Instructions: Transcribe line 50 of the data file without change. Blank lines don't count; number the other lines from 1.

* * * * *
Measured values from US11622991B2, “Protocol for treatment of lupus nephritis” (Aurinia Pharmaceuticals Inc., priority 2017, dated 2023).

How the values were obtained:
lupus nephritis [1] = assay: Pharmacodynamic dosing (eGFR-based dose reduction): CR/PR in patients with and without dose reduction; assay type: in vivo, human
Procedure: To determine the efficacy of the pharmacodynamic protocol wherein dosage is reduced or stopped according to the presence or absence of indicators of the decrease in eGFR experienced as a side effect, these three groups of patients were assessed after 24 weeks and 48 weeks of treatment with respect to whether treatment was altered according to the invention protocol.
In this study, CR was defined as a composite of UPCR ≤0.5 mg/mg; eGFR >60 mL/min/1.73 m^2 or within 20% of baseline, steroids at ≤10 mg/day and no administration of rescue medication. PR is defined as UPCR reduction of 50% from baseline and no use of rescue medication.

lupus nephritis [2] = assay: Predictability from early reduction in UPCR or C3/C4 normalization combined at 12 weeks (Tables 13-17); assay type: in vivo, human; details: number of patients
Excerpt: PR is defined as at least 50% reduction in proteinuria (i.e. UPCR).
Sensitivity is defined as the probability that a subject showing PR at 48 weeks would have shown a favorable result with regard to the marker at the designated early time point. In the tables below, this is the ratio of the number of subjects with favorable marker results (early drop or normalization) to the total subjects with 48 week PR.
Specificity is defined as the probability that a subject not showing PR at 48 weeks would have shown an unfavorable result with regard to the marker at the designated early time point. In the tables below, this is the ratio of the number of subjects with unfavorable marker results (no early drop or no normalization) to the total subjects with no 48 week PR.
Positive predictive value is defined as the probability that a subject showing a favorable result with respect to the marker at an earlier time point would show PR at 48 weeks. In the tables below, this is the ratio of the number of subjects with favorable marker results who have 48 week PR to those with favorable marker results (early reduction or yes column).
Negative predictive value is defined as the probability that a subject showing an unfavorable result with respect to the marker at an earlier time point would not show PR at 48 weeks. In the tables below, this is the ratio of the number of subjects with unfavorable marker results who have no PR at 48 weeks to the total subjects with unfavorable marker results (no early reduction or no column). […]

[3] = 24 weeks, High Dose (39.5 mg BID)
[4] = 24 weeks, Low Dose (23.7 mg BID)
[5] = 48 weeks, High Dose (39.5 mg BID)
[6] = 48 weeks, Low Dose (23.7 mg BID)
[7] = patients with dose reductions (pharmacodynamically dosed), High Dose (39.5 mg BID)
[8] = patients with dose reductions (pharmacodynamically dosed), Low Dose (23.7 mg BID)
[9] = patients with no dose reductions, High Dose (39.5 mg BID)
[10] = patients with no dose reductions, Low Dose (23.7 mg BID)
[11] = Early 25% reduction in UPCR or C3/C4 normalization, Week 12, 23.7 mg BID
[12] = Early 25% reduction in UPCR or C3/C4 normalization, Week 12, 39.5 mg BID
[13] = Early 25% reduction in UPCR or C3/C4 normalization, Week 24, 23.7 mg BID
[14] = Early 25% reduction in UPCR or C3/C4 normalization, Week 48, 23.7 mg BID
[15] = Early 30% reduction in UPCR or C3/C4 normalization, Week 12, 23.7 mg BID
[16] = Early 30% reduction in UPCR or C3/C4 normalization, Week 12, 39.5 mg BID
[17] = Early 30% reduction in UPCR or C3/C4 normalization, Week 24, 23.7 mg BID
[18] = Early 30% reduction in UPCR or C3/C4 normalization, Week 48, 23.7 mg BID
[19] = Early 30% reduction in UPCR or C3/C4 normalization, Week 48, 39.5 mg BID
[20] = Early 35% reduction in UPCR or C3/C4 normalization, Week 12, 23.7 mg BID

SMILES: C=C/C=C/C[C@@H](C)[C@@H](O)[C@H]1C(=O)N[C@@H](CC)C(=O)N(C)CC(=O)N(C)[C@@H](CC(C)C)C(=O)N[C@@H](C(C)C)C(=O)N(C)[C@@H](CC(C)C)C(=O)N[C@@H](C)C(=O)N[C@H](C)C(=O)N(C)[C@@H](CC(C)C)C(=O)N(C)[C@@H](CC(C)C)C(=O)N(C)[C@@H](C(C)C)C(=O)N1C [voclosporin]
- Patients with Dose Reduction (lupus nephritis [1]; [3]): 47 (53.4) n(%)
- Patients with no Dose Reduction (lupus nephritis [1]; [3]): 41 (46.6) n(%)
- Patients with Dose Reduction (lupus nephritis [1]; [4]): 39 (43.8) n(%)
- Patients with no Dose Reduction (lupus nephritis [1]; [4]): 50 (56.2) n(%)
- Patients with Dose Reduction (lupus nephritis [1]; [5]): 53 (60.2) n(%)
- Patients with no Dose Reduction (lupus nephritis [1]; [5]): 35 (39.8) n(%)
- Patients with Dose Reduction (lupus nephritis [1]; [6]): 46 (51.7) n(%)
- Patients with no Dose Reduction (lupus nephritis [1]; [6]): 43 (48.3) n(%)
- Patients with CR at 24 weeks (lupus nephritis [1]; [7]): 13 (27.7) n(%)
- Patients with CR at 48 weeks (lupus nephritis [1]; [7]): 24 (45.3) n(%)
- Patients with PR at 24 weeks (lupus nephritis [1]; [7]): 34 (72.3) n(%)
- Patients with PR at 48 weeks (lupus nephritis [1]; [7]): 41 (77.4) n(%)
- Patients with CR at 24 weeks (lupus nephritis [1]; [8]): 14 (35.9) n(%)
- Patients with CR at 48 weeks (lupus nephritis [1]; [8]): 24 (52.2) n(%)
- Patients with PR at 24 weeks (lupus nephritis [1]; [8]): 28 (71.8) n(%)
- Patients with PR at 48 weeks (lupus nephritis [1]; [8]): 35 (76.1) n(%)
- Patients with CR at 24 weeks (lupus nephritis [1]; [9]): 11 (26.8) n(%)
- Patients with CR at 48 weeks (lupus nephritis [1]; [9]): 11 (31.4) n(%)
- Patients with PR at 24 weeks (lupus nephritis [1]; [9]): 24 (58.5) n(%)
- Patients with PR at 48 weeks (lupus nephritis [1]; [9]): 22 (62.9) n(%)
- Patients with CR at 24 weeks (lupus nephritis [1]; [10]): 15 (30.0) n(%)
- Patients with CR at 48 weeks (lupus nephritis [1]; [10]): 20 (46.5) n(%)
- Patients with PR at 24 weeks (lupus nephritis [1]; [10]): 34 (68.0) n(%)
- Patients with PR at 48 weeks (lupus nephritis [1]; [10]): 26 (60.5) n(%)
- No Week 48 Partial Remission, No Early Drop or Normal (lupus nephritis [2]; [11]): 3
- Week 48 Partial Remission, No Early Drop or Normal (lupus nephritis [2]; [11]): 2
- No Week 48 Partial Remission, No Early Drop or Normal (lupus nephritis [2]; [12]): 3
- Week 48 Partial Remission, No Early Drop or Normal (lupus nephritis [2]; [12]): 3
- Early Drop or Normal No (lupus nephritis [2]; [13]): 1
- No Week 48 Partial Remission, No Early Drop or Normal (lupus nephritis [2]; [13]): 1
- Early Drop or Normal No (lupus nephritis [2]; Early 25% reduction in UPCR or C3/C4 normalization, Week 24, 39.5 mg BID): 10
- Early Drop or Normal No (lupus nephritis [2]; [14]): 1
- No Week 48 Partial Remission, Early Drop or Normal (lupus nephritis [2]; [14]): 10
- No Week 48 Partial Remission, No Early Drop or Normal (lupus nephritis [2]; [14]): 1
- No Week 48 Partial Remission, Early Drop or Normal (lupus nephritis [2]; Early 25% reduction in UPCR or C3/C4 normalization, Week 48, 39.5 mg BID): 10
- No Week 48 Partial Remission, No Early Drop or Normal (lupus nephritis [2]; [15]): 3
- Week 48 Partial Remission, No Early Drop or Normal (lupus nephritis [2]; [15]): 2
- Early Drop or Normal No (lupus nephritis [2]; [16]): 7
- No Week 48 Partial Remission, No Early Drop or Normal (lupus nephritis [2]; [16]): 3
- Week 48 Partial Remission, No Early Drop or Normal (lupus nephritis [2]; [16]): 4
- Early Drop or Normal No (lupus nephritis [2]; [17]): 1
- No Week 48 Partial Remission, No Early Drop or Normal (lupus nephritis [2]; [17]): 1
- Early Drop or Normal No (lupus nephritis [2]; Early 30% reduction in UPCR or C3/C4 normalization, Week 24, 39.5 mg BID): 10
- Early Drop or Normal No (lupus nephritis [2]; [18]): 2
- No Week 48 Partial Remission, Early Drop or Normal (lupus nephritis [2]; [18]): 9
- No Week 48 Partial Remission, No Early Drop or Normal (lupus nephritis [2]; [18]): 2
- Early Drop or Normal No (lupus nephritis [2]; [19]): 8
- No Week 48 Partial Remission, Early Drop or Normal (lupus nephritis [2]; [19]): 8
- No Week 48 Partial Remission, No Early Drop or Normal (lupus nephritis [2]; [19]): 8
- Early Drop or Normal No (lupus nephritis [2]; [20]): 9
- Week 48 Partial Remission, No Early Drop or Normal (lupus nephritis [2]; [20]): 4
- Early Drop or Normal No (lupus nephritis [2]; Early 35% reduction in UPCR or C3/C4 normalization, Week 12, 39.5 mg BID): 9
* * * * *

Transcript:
- Patients with PR at 48 weeks (lupus nephritis [1]; [9]): 22 (62.9) n(%)